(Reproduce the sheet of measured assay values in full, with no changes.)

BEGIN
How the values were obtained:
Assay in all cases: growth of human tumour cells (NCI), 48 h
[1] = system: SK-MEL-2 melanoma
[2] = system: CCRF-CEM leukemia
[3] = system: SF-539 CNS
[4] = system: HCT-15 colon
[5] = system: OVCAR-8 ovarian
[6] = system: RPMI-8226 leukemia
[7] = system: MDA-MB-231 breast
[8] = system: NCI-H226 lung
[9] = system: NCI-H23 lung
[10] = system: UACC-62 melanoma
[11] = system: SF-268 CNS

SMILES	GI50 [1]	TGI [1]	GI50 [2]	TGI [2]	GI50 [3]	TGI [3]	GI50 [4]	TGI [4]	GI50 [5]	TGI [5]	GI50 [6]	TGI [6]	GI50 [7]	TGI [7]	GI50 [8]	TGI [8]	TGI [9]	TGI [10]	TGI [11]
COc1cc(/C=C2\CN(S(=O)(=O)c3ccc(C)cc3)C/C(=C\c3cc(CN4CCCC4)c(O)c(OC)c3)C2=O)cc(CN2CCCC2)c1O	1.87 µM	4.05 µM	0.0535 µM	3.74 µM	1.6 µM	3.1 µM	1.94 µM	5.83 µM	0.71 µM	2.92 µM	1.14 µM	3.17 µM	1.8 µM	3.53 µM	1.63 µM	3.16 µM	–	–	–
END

How the values were obtained:
Assay in all cases: growth of human tumour cells (NCI), 48 h
[1] = system: SK-MEL-2 melanoma
[2] = system: CCRF-CEM leukemia
[3] = system: SF-539 CNS
[4] = system: HCT-15 colon
[5] = system: OVCAR-8 ovarian
[6] = system: RPMI-8226 leukemia
[7] = system: MDA-MB-231 breast
[8] = system: NCI-H226 lung
[9] = system: NCI-H23 lung
[10] = system: UACC-62 melanoma
[11] = system: SF-268 CNS

SMILES	GI50 [1]	TGI [1]	GI50 [2]	TGI [2]	GI50 [3]	TGI [3]	GI50 [4]	TGI [4]	GI50 [5]	TGI [5]	GI50 [6]	TGI [6]	GI50 [7]	TGI [7]	GI50 [8]	TGI [8]	TGI [9]	TGI [10]	TGI [11]
COc1cc(/C=C2\CN(S(=O)(=O)c3ccc(C)cc3)C/C(=C\c3cc(CN4CCCC4)c(O)c(OC)c3)C2=O)cc(CN2CCCC2)c1O	1.87 µM	4.05 µM	0.0535 µM	3.74 µM	1.6 µM	3.1 µM	1.94 µM	5.83 µM	0.71 µM	2.92 µM	1.14 µM	3.17 µM	1.8 µM	3.53 µM	1.63 µM	3.16 µM	–	–	–